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Understanding Addicts and How It Affects You

Some say that addiction is primarily a mental thing yet it is also characterized by the physiological changes happening in the body, and the various effects that it has on society and culture.

Addiction is difficult to stop, not on account of the addicts’ desire not to do it but rather, it is because the junkie is often in denial and does not really want to acknowledge that they have a fixation problem, willfully and stubbornly ignoring the issue which hinders them from seeing their conducts clearly and with clarity.

In general, once the person is classified as having a chemical addiction, this means that their dependence lies mainly on drugs and substance abuses. One of the main indicators that will identify an addict is their tendency and desire to obtain that particular substance they are addicted in – and without it, they are affected physically and psychologically enough to impede them from behaving normally.

The main reason why some people tend to become addicted psychologically is because, it has severely affected their ways of thinking and had clouded their judgements, thinking that their uncontrolled level of desire for something or to do it – sexual activities, shopping, lying, overeating, gambling – is fairly normal.

Denial is one of the main emotions that addicts use mentally in order to shield themselves from the misfortune they see that they will suffer on the off chance that they surrender the addictive conduct or substance they are badly hooked to. The deeper the level of the addict getting hooked, the more that it would be obvious that their core being as a person – their health, their emotions, their ways of thinking as well as their manners have been swiftly eroded until nothing is left behind but the constant and ever heightening level of dependence and addiction towards what they have become hooked to.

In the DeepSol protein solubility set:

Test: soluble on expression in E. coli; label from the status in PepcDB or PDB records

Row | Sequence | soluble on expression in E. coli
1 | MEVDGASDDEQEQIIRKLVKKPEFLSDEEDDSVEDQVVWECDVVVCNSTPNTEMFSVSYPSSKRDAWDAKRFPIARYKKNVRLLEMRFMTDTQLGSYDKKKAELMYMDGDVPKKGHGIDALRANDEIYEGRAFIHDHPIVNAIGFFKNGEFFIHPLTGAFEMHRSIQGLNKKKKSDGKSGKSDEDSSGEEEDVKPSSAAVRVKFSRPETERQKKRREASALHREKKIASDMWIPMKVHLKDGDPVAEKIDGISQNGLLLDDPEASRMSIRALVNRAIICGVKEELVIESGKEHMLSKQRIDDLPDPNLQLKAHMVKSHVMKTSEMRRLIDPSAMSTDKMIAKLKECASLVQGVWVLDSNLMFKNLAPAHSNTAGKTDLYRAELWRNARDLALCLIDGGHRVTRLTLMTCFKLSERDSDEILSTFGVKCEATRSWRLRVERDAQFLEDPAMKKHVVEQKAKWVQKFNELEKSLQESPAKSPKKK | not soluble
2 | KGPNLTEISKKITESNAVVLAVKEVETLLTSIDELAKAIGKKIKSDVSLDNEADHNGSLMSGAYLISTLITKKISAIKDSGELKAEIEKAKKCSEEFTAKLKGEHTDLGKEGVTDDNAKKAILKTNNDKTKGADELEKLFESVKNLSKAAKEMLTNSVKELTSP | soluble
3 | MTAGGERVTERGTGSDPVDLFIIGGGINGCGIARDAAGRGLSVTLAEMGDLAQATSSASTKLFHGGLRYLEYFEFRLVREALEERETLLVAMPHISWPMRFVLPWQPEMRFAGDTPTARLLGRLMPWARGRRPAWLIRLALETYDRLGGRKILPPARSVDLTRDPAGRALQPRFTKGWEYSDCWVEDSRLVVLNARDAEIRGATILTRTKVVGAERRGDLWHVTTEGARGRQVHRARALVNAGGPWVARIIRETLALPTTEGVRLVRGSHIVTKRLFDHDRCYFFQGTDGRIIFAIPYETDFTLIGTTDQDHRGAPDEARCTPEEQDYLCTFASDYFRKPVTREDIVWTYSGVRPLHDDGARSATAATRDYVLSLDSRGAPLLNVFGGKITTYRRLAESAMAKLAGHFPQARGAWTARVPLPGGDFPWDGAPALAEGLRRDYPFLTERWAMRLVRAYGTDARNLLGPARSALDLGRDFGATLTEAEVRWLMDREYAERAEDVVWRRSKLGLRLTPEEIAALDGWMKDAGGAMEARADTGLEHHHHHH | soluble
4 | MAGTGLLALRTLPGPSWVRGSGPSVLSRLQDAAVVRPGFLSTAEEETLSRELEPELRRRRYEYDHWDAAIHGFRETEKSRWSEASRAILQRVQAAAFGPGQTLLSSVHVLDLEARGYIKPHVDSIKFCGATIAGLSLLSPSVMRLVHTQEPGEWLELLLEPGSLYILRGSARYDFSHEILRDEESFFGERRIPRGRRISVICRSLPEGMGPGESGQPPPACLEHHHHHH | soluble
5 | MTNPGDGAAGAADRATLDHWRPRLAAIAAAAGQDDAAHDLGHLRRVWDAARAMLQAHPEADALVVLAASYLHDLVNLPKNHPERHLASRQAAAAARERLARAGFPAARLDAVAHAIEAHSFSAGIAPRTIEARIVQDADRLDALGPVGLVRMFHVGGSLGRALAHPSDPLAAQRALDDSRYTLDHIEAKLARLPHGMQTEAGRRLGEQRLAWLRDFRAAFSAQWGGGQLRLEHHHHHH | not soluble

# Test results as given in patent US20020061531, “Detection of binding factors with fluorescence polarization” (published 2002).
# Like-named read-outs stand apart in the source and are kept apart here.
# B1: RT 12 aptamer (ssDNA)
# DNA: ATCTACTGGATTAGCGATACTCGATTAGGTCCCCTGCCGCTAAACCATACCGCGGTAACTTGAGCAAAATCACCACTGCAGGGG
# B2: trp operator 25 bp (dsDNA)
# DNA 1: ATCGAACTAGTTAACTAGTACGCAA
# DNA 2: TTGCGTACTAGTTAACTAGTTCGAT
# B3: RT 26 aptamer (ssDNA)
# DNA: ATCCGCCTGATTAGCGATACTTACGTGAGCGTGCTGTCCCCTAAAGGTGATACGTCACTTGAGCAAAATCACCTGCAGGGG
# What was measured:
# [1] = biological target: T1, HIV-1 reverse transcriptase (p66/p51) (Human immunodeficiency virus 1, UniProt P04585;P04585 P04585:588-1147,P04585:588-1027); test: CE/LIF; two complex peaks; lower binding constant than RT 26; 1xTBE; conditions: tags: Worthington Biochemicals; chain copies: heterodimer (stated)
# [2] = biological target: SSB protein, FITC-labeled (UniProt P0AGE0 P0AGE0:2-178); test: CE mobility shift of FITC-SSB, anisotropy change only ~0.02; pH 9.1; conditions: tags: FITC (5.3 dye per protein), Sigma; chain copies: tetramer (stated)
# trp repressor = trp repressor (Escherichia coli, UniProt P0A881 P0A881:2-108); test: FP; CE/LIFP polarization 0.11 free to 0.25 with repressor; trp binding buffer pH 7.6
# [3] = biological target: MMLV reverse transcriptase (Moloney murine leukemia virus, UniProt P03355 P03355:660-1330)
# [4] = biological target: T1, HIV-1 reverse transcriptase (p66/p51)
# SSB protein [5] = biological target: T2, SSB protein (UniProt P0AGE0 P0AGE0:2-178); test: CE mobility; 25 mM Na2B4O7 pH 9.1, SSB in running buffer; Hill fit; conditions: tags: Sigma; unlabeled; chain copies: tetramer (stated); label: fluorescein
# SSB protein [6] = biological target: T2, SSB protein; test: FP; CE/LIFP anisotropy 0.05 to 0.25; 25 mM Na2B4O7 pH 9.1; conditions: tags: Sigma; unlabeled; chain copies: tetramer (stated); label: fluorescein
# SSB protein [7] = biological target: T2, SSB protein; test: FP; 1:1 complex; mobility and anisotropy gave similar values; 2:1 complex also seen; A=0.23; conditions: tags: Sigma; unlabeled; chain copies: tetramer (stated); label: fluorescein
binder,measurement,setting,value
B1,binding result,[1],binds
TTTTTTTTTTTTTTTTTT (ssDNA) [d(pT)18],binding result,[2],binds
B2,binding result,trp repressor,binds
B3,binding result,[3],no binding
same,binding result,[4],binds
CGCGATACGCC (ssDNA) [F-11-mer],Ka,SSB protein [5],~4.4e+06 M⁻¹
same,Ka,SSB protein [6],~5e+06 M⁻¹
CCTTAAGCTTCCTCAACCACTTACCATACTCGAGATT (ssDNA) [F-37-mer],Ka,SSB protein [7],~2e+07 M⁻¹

Humans thrive by being dependent on someone or something in general, as long as it is within reason and still governed by proper mental judgement then there would be no problem, but anything that becomes uncontrollable and has adverse effects on the body, can already be considered as an addiction. A fixation to something – whether it is psychological or physical – ends up isolating the individual as they tend to form unfavorable habits which have social and personal ramifications to everyone involved.

To combat this, the person has to undergo a recovery process from alcohol and drug use until they are able to curb and control their desires and fixations. If the addict feels that love and support are provided to him by the people he values deeply, then he could be influenced to start the path to recovery.